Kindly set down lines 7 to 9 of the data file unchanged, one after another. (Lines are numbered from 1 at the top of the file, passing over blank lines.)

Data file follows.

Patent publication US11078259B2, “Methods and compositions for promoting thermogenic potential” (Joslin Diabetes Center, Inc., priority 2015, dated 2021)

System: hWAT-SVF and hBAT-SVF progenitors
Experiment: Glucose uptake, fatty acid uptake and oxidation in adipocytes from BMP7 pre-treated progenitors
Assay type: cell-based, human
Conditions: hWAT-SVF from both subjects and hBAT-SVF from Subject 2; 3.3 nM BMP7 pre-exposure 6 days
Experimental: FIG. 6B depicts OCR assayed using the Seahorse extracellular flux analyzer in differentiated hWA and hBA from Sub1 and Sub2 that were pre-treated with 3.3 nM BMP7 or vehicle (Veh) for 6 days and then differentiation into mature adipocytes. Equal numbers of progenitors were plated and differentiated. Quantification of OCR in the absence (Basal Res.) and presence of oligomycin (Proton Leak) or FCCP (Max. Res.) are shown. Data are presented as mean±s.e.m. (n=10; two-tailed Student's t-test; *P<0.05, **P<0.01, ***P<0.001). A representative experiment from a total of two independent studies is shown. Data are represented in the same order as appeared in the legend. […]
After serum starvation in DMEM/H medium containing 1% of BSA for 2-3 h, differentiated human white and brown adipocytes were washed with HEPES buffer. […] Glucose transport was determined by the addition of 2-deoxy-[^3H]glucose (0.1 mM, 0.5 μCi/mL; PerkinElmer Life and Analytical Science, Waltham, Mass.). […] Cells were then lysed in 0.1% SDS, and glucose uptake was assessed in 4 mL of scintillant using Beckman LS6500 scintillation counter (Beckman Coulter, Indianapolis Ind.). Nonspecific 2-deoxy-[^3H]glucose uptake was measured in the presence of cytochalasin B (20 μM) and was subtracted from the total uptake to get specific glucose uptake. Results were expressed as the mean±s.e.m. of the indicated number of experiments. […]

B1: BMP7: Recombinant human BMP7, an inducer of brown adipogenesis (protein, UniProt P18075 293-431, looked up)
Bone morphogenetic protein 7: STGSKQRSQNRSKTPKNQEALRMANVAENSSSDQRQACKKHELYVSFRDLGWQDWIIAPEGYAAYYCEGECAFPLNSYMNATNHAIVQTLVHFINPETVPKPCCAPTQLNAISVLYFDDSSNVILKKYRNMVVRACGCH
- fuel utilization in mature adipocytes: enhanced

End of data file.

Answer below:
After serum starvation in DMEM/H medium containing 1% of BSA for 2-3 h, differentiated human white and brown adipocytes were washed with HEPES buffer. […] Glucose transport was determined by the addition of 2-deoxy-[^3H]glucose (0.1 mM, 0.5 μCi/mL; PerkinElmer Life and Analytical Science, Waltham, Mass.). […] Cells were then lysed in 0.1% SDS, and glucose uptake was assessed in 4 mL of scintillant using Beckman LS6500 scintillation counter (Beckman Coulter, Indianapolis Ind.). Nonspecific 2-deoxy-[^3H]glucose uptake was measured in the presence of cytochalasin B (20 μM) and was subtracted from the total uptake to get specific glucose uptake. Results were expressed as the mean±s.e.m. of the indicated number of experiments. […]

B1: BMP7: Recombinant human BMP7, an inducer of brown adipogenesis (protein, UniProt P18075 293-431, looked up)
Bone morphogenetic protein 7: STGSKQRSQNRSKTPKNQEALRMANVAENSSSDQRQACKKHELYVSFRDLGWQDWIIAPEGYAAYYCEGECAFPLNSYMNATNHAIVQTLVHFINPETVPKPCCAPTQLNAISVLYFDDSSNVILKKYRNMVVRACGCH